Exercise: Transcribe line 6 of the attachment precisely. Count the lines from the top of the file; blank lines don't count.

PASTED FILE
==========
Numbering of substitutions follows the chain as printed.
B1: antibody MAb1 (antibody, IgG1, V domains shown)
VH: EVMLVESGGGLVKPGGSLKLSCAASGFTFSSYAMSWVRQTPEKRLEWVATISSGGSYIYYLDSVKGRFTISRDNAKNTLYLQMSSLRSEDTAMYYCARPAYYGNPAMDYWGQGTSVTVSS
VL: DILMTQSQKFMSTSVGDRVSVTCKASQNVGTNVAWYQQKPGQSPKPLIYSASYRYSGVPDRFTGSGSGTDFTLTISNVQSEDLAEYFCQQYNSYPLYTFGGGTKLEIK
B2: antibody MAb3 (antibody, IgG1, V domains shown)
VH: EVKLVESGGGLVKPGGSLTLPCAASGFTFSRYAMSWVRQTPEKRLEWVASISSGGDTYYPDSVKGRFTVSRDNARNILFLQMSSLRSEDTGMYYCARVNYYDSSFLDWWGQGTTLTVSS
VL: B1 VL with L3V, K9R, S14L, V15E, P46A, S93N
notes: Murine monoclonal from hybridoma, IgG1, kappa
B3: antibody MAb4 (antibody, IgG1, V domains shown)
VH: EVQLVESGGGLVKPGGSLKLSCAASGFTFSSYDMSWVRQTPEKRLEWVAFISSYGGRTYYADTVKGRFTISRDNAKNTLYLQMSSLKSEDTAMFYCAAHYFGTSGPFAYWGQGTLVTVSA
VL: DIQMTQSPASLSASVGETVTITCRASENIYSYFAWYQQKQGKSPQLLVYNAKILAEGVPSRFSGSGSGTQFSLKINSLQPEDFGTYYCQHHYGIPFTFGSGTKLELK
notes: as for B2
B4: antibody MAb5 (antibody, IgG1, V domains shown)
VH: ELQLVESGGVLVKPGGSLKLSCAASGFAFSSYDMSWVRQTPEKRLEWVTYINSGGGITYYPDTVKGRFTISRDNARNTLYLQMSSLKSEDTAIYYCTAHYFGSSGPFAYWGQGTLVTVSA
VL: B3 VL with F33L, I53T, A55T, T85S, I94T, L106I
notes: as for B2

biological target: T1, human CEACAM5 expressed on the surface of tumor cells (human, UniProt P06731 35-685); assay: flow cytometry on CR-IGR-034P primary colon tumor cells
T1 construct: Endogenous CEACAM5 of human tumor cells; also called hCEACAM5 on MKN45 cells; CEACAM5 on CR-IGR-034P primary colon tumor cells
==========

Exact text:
VH: EVKLVESGGGLVKPGGSLTLPCAASGFTFSRYAMSWVRQTPEKRLEWVASISSGGDTYYPDSVKGRFTVSRDNARNILFLQMSSLRSEDTGMYYCARVNYYDSSFLDWWGQGTTLTVSS